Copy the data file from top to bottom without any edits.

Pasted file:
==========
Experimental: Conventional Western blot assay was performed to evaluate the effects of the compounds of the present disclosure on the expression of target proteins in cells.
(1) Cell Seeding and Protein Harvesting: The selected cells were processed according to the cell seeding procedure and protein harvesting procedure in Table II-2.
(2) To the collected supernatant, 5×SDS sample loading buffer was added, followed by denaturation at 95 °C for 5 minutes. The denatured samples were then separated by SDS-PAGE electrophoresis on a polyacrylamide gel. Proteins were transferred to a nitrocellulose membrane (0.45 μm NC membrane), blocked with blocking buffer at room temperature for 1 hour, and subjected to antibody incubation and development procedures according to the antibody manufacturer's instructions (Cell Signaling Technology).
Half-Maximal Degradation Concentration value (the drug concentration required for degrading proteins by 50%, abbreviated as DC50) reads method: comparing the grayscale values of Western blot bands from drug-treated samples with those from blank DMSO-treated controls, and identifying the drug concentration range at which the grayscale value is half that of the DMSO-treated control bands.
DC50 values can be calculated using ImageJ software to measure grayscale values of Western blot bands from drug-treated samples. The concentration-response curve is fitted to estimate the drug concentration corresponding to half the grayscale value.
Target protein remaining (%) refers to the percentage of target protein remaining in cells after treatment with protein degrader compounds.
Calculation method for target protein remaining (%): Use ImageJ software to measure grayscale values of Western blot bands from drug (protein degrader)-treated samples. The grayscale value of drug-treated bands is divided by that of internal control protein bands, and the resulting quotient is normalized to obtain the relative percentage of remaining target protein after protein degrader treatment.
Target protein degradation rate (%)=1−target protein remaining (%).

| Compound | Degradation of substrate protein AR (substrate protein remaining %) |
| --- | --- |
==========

Experimental: Conventional Western blot assay was performed to evaluate the effects of the compounds of the present disclosure on the expression of target proteins in cells.
(1) Cell Seeding and Protein Harvesting: The selected cells were processed according to the cell seeding procedure and protein harvesting procedure in Table II-2.
(2) To the collected supernatant, 5×SDS sample loading buffer was added, followed by denaturation at 95 °C for 5 minutes. The denatured samples were then separated by SDS-PAGE electrophoresis on a polyacrylamide gel. Proteins were transferred to a nitrocellulose membrane (0.45 μm NC membrane), blocked with blocking buffer at room temperature for 1 hour, and subjected to antibody incubation and development procedures according to the antibody manufacturer's instructions (Cell Signaling Technology).
Half-Maximal Degradation Concentration value (the drug concentration required for degrading proteins by 50%, abbreviated as DC50) reads method: comparing the grayscale values of Western blot bands from drug-treated samples with those from blank DMSO-treated controls, and identifying the drug concentration range at which the grayscale value is half that of the DMSO-treated control bands.
DC50 values can be calculated using ImageJ software to measure grayscale values of Western blot bands from drug-treated samples. The concentration-response curve is fitted to estimate the drug concentration corresponding to half the grayscale value.
Target protein remaining (%) refers to the percentage of target protein remaining in cells after treatment with protein degrader compounds.
Calculation method for target protein remaining (%): Use ImageJ software to measure grayscale values of Western blot bands from drug (protein degrader)-treated samples. The grayscale value of drug-treated bands is divided by that of internal control protein bands, and the resulting quotient is normalized to obtain the relative percentage of remaining target protein after protein degrader treatment.
Target protein degradation rate (%)=1−target protein remaining (%).

| Compound | Degradation of substrate protein AR (substrate protein remaining %) |
| --- | --- |